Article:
But owning the underlying developers gives Microsoft the freedom to keep the most popular titles from competing platforms, such as the PlayStation.

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“I’ll just say to players out there who are playing Activision Blizzard games on Sony’s platform: It’s not our intent to pull communities away from that platform and we remained committed to that,” Microsoft Gaming CEO Phil Spencer, said in an interview with Bloomberg.

Microsoft Is Betting on The Metaverse

As more and more people become aware of the virtual reality world the metaverse, there’s an increasing sense that the public isn’t exactly sure what this all means for them, as the idea, put forth by Facebook (Meta) (MVRS) - Get Meta Report founder Mark Zuckerberg, that people might want to attend virtual reality office meetings has been met with widespread skepticism. 

But video games are a much different story, because playing an immersive game with a few friends is something that would get people to strap on a VR headset. Games are a clear way for companies to monetize the metaverse, as the gaming platforms Robolex and the NFT-based online company Axie Infinity are already developing games for the metaverse. 

Microsoft CEO Satya Nadella said in a press release that gaming “will play a key role in the development of metaverse platforms,” though what exactly that means is currently unclear. 

"The metaverse as we believe it will be a collection of communities that are anchored by franchises that we'll start with, whether it's a Call of Duty or World of Warcraft or Candy Crush, those franchises that have hundreds of millions of players are going to be the basis for what we think will be as large vast virtual world", Phil Spencer, Microsoft Gaming CEO, said in an interview with CNBC.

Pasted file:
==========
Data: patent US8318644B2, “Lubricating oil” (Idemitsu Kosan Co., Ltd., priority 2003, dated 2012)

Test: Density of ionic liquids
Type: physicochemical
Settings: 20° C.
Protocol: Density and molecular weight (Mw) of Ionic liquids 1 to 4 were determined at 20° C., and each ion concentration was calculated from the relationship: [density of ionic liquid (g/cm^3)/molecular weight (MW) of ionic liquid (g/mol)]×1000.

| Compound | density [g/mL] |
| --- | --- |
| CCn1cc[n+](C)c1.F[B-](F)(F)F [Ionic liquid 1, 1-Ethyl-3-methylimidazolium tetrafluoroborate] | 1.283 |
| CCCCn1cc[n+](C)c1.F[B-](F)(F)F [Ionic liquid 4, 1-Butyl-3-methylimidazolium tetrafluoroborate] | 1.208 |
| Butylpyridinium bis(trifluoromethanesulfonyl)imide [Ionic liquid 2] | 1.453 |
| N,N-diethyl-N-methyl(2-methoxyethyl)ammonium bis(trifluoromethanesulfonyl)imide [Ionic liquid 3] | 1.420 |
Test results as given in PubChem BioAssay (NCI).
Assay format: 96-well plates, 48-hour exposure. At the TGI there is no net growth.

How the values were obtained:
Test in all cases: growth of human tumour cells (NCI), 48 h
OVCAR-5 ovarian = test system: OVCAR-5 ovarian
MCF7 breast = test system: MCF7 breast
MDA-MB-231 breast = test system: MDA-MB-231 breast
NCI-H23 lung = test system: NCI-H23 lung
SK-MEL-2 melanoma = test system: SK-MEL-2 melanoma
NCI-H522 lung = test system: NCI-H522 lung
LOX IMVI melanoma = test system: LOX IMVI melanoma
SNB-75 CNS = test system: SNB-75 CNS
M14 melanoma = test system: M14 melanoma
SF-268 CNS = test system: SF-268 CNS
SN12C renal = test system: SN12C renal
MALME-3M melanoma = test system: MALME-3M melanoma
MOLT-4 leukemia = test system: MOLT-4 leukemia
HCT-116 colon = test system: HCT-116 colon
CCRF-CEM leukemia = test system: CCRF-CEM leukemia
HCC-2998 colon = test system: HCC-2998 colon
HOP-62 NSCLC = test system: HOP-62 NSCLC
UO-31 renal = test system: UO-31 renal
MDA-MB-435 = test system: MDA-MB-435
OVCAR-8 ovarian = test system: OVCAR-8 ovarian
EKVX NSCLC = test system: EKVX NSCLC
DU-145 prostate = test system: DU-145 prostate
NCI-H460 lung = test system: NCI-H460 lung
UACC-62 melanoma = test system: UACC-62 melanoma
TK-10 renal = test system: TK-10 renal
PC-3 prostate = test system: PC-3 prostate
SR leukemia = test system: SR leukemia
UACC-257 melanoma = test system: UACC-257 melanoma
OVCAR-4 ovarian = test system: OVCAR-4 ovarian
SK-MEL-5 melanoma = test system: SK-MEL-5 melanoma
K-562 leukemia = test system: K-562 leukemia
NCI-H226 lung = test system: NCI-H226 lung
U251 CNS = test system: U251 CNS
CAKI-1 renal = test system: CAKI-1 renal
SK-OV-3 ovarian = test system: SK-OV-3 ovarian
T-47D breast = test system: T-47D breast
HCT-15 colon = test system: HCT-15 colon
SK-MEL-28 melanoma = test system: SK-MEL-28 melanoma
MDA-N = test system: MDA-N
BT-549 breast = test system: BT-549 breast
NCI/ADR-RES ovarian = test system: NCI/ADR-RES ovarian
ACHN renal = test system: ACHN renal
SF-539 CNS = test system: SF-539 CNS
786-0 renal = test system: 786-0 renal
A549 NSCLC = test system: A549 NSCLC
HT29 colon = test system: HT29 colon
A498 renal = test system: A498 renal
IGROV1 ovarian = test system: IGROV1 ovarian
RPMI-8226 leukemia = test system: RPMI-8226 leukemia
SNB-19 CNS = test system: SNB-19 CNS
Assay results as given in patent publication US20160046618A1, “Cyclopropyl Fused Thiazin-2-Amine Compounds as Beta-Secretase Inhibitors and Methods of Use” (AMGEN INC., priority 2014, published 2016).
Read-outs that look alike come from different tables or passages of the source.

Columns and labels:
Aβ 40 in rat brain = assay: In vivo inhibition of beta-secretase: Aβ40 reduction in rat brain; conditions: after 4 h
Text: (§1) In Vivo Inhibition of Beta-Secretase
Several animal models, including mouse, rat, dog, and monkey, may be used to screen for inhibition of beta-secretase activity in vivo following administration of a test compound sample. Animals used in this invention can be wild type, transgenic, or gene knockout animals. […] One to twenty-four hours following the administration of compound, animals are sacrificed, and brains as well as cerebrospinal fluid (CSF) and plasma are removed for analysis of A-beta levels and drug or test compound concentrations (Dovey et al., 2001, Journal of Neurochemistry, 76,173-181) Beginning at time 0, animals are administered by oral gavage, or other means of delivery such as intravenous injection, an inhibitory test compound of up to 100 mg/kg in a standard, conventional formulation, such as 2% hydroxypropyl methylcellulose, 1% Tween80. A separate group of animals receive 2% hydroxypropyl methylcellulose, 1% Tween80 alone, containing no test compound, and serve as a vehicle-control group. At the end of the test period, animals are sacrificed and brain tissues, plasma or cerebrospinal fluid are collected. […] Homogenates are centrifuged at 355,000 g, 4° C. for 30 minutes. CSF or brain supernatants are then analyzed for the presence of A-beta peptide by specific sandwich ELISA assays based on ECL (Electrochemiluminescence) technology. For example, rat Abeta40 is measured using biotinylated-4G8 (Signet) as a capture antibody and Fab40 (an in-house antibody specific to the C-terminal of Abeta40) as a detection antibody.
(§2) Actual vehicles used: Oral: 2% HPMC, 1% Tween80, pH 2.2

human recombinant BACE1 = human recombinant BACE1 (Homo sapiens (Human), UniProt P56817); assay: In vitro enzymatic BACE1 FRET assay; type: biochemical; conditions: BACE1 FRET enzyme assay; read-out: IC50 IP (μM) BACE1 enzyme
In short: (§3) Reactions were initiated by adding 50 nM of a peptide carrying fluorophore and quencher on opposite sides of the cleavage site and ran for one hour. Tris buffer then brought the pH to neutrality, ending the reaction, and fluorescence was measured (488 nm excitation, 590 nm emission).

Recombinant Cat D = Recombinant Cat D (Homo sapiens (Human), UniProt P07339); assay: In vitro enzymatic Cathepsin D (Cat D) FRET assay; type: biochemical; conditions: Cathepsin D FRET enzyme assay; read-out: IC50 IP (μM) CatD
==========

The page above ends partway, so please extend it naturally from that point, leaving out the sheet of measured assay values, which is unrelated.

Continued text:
And added: "we will now actually be able to integrate the idea of audio and video while you're playing games and sharing your experiences may have the beginnings of what will be ultimately created crater economies like Minecraft, where we'll be able to create content that both can be commercialized or shared."

Microsoft  hopes to reposition itself for younger audiences, as the metaverse is seen as a dominated world filled with new gaming opportunities

Regulators May Stop Microsoft from Buying Activision

This sale is contingent on the Federal Trade Commission's approval, which is very far from a fait-accompli. Regulators are looking closely at breaking up giant technology firms with anti-trust lawsuits, as lawmakers are increasingly worried that companies are accruing too much influence and building monopolies in an attempt to squash competition.

“Amazon, Apple, Facebook, and Google are facing very real threats to their considerable power over our everyday lives from all sides: lawsuits, federal and state legislation, international action, and a public that is increasingly distrustful of these companies and eager for more regulation and enforcement," Vox reported.

It’s possible the government could decide Microsoft shouldn’t be allowed to buy Activision.

That isn’t the only cloud hanging over Activision Blizzard of late. Activision CEO Bobby Kotick has been under fire for allegedly not informing the company’s board of directors about the sexual assault of a female by her male supervisor.

Employees have accused Kotick of either ignoring or fostering a toxic work environment where sexual harrassment was rampant. Last September, the US Equal Employment Opportunity “accused the company of violating the civil rights of employees, subjecting them to sexual harassment, pregnancy discrimination and retaliation. Activision Blizzard quickly settled with the EEOC for $18 million,” reports CNET

The Wall Street Journal reports on Tuesday that Kotick is expected to leave after the deal closes, but Microsoft said he will remain in his position, and will report to Spencer. It should be pointed out that Microsoft is a company with its own harassment issues. 

After the fallout from a Microsoft board committee investigation into sexual harassment allegations against co-founder Bill Gates and a shareholder resolution, the company recently announced that “it has finally decided to look into its sexual harassment and discrimination practices, including any sexual harassment investigations in recent years against its directors and senior executives.”